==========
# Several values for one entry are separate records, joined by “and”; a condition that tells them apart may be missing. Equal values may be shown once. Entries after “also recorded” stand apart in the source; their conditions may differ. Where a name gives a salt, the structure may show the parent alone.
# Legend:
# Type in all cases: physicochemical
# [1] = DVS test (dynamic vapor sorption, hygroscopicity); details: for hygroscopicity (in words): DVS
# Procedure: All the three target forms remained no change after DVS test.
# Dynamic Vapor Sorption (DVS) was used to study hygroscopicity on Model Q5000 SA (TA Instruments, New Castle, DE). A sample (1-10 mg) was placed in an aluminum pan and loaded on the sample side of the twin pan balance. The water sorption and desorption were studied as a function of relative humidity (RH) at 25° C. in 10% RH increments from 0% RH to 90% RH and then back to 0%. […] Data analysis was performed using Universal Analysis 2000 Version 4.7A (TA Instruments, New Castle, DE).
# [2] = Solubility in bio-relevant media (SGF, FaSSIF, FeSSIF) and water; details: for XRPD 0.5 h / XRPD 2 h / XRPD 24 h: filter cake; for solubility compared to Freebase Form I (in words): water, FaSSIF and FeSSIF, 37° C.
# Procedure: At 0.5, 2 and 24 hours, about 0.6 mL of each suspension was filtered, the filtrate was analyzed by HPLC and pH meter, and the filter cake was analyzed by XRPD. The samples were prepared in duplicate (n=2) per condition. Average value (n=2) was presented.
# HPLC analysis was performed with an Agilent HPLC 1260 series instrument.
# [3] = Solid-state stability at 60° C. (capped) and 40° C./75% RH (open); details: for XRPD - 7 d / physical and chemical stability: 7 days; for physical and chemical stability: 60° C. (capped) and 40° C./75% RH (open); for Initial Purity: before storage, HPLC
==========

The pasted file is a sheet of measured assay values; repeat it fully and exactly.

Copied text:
# Several values for one entry are separate records, joined by “and”; a condition that tells them apart may be missing. Equal values may be shown once. Entries after “also recorded” stand apart in the source; their conditions may differ. Where a name gives a salt, the structure may show the parent alone.
# Legend:
# Type in all cases: physicochemical
# [1] = DVS test (dynamic vapor sorption, hygroscopicity); details: for hygroscopicity (in words): DVS
# Procedure: All the three target forms remained no change after DVS test.
# Dynamic Vapor Sorption (DVS) was used to study hygroscopicity on Model Q5000 SA (TA Instruments, New Castle, DE). A sample (1-10 mg) was placed in an aluminum pan and loaded on the sample side of the twin pan balance. The water sorption and desorption were studied as a function of relative humidity (RH) at 25° C. in 10% RH increments from 0% RH to 90% RH and then back to 0%. […] Data analysis was performed using Universal Analysis 2000 Version 4.7A (TA Instruments, New Castle, DE).
# [2] = Solubility in bio-relevant media (SGF, FaSSIF, FeSSIF) and water; details: for XRPD 0.5 h / XRPD 2 h / XRPD 24 h: filter cake; for solubility compared to Freebase Form I (in words): water, FaSSIF and FeSSIF, 37° C.
# Procedure: At 0.5, 2 and 24 hours, about 0.6 mL of each suspension was filtered, the filtrate was analyzed by HPLC and pH meter, and the filter cake was analyzed by XRPD. The samples were prepared in duplicate (n=2) per condition. Average value (n=2) was presented.
# HPLC analysis was performed with an Agilent HPLC 1260 series instrument.
# [3] = Solid-state stability at 60° C. (capped) and 40° C./75% RH (open); details: for XRPD - 7 d / physical and chemical stability: 7 days; for physical and chemical stability: 60° C. (capped) and 40° C./75% RH (open); for Initial Purity: before storage, HPLC